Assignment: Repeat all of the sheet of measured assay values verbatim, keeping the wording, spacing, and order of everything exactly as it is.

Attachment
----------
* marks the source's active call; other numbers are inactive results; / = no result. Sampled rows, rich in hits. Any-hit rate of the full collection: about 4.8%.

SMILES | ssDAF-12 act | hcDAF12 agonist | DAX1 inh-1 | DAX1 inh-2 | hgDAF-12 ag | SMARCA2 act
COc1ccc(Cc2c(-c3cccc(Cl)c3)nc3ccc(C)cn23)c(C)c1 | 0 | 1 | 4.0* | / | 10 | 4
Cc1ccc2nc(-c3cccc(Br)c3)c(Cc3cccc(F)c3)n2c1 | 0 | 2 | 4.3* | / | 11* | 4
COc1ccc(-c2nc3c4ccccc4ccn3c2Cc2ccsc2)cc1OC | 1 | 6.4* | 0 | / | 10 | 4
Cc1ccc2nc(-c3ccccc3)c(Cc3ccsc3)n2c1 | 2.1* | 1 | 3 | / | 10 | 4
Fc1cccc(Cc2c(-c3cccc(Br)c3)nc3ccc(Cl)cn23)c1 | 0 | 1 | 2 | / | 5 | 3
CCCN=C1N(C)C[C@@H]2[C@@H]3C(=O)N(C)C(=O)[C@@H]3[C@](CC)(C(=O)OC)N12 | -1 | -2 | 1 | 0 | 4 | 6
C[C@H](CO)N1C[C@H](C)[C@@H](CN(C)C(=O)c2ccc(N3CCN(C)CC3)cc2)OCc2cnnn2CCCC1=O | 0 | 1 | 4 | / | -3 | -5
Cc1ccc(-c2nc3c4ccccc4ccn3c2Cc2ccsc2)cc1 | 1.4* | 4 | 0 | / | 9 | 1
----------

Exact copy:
* marks the source's active call; other numbers are inactive results; / = no result. Sampled rows, rich in hits. Any-hit rate of the full collection: about 4.8%.

SMILES | ssDAF-12 act | hcDAF12 agonist | DAX1 inh-1 | DAX1 inh-2 | hgDAF-12 ag | SMARCA2 act
COc1ccc(Cc2c(-c3cccc(Cl)c3)nc3ccc(C)cn23)c(C)c1 | 0 | 1 | 4.0* | / | 10 | 4
Cc1ccc2nc(-c3cccc(Br)c3)c(Cc3cccc(F)c3)n2c1 | 0 | 2 | 4.3* | / | 11* | 4
COc1ccc(-c2nc3c4ccccc4ccn3c2Cc2ccsc2)cc1OC | 1 | 6.4* | 0 | / | 10 | 4
Cc1ccc2nc(-c3ccccc3)c(Cc3ccsc3)n2c1 | 2.1* | 1 | 3 | / | 10 | 4
Fc1cccc(Cc2c(-c3cccc(Br)c3)nc3ccc(Cl)cn23)c1 | 0 | 1 | 2 | / | 5 | 3
CCCN=C1N(C)C[C@@H]2[C@@H]3C(=O)N(C)C(=O)[C@@H]3[C@](CC)(C(=O)OC)N12 | -1 | -2 | 1 | 0 | 4 | 6
C[C@H](CO)N1C[C@H](C)[C@@H](CN(C)C(=O)c2ccc(N3CCN(C)CC3)cc2)OCc2cnnn2CCCC1=O | 0 | 1 | 4 | / | -3 | -5
Cc1ccc(-c2nc3c4ccccc4ccn3c2Cc2ccsc2)cc1 | 1.4* | 4 | 0 | / | 9 | 1